Samsung vows normal operation despite arrest

Lee Jae-yong (centre) vice chairman of Samsung Electronics arrives to be questioned as a suspect in a corruption scandal that led to the impeachment of President Park Geun-Hye, at the office of the independent counsel in Seoul.
PHOTO: Reuters

Samsung Electronics Vice Chairman Lee Jae-yong appeared for the second day of questioning by a special counsel team Sunday, two days after his arrest made headlines here and abroad, with the conglomerate vowing business as usual despite the leadership vacuum.

The special prosecutors investigating the Choi Soon-sil scandal are expected to continue questioning Lee until Feb. 28, when the team's term is due to end.

The team reportedly focused on the allegations that Lee gave some 43 billion won (S$53 million) worth of bribes to Choi, President Park Geun-hye's friend, in return for the government's support in a controversial merger of two Samsung affiliates in 2015.

Read also: Samsung heir arrested in corruption probe

Meanwhile, with their de facto leader detained, the management of Samsung remains on high alert. The company said its day-to-day operations will be run by professional managers.

"Daily operations of Samsung Electronics and its affiliates will not be affected by the arrest because they are run by professional CEOs" said a spokesperson at Samsung's future strategy office, which is serving as a control tower for the group. The office was on duty over the weekend.

Read also: After night in cell, Samsung scion taken for questioning

On the strategy front, Samsung, as scheduled, plans to deal with antitrust authorities in the US, the EU, China and Korea to gain approval for an $8 billion merger with US parts supplier Harman Industries, which the group has been publicly pushing since November. On Friday, Harman's shareholders voted to approve the merger at a shareholders meeting in Stamford, Connecticut.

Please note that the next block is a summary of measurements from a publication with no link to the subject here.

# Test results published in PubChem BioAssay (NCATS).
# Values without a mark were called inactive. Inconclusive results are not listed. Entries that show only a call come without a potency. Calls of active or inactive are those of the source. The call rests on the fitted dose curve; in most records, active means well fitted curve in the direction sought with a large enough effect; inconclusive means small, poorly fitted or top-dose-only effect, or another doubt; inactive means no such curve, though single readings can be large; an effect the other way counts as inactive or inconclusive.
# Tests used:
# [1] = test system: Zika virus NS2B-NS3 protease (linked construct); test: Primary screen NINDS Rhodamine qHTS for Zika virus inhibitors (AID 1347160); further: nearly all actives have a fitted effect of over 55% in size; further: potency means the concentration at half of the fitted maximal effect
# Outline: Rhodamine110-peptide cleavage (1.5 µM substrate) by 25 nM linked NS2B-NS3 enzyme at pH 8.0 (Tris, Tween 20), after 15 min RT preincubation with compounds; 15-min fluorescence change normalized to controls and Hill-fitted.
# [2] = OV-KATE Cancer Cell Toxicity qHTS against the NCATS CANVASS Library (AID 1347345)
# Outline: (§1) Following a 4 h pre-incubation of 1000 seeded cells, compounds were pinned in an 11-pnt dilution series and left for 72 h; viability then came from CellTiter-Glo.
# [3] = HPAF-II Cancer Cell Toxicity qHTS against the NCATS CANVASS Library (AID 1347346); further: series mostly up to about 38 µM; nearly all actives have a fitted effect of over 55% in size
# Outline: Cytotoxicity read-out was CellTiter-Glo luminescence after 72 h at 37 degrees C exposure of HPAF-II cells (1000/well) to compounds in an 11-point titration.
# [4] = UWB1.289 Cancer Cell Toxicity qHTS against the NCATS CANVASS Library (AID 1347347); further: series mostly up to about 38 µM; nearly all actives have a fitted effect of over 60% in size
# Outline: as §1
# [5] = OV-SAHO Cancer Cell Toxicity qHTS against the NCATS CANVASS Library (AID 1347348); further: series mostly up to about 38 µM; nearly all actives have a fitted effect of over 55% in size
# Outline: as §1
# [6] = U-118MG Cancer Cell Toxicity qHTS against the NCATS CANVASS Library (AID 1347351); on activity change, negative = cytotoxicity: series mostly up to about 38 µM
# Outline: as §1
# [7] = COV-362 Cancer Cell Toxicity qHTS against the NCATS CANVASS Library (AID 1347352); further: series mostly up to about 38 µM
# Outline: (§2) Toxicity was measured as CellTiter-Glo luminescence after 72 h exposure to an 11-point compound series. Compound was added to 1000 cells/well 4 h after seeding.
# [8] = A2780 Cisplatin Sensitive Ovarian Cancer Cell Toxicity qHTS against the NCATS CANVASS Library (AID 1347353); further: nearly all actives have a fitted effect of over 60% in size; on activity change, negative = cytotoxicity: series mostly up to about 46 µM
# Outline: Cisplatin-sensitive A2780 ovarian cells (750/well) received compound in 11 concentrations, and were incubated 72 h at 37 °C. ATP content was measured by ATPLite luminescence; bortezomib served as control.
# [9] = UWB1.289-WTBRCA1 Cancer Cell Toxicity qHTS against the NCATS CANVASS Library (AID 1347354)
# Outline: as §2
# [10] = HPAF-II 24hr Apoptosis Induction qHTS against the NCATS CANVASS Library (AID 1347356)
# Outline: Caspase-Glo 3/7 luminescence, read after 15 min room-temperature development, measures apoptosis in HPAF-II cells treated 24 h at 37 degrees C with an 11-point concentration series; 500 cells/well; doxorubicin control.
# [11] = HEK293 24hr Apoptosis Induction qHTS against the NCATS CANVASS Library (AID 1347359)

On the business front, the tech firm will unveil its new smartphone Galaxy Tab S3 alongside a teaser image of the Galaxy S8 at the Mobile World Congress, which kicks off Sunday in Spain. The firm's flagship smartphone Galaxy S8 will also be unveiled on March 29 as planned.

The company will also continue to review the establishment of a home appliance factory in the US, as it is under growing pressure from President Trump to make more investment in the country. It is reportedly reviewing investment incentives and geographical conditions in Alabama and South Carolina.

Samsung Electronics' stock price went down slightly Friday when its heir apparent was taken into custody, but experts said the arrest would not significantly impact the company's stock price in the future.

"The arrest of Lee is not likely to significantly affect the company's share price because a stock price is based on the company's fundamentals and the market trend," said Song Myeong-seob, an analyst at HI Investment & Securities.

"Rather than the issue involving Lee, the global chip market and the launch of the Galaxy S8 will affect the company's second-quarter earnings," Song added.

However, Lee's prolonged absence would affect the company's future strategy decisions, including those related to mergers and acquisitions and building its overseas network.

"He was scheduled to attend the Boao Forum for Asia in March. Now, it is uncertain whether he can build a network with Asian counterparts there," a Samsung official said.

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